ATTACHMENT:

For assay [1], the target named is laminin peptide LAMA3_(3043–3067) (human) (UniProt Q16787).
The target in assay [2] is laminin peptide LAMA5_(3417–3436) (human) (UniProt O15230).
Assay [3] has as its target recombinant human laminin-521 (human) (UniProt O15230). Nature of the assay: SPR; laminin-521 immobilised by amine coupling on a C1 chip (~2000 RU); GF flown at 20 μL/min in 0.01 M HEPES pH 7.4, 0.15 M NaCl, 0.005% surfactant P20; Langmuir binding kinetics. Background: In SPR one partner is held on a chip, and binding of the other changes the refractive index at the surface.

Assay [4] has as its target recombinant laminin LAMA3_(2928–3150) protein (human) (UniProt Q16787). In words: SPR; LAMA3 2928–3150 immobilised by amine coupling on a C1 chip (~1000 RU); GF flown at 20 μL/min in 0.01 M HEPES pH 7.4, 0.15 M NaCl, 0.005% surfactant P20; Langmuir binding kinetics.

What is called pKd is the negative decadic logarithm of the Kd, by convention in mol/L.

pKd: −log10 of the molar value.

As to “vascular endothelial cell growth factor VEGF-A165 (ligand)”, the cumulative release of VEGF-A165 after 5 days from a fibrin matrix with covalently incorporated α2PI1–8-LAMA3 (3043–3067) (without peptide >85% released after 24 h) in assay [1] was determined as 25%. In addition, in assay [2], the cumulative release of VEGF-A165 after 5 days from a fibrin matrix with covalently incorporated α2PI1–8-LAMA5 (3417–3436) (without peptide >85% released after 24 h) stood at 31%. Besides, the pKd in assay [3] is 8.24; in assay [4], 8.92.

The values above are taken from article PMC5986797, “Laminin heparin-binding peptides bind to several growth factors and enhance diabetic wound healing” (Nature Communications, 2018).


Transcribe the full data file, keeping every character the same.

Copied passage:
For assay [1], the target named is laminin peptide LAMA3_(3043–3067) (human) (UniProt Q16787).
The target in assay [2] is laminin peptide LAMA5_(3417–3436) (human) (UniProt O15230).
Assay [3] has as its target recombinant human laminin-521 (human) (UniProt O15230). Nature of the assay: SPR; laminin-521 immobilised by amine coupling on a C1 chip (~2000 RU); GF flown at 20 μL/min in 0.01 M HEPES pH 7.4, 0.15 M NaCl, 0.005% surfactant P20; Langmuir binding kinetics. Background: In SPR one partner is held on a chip, and binding of the other changes the refractive index at the surface.

Assay [4] has as its target recombinant laminin LAMA3_(2928–3150) protein (human) (UniProt Q16787). In words: SPR; LAMA3 2928–3150 immobilised by amine coupling on a C1 chip (~1000 RU); GF flown at 20 μL/min in 0.01 M HEPES pH 7.4, 0.15 M NaCl, 0.005% surfactant P20; Langmuir binding kinetics.

What is called pKd is the negative decadic logarithm of the Kd, by convention in mol/L.

pKd: −log10 of the molar value.

As to “vascular endothelial cell growth factor VEGF-A165 (ligand)”, the cumulative release of VEGF-A165 after 5 days from a fibrin matrix with covalently incorporated α2PI1–8-LAMA3 (3043–3067) (without peptide >85% released after 24 h) in assay [1] was determined as 25%. In addition, in assay [2], the cumulative release of VEGF-A165 after 5 days from a fibrin matrix with covalently incorporated α2PI1–8-LAMA5 (3417–3436) (without peptide >85% released after 24 h) stood at 31%. Besides, the pKd in assay [3] is 8.24; in assay [4], 8.92.

The values above are taken from article PMC5986797, “Laminin heparin-binding peptides bind to several growth factors and enhance diabetic wound healing” (Nature Communications, 2018).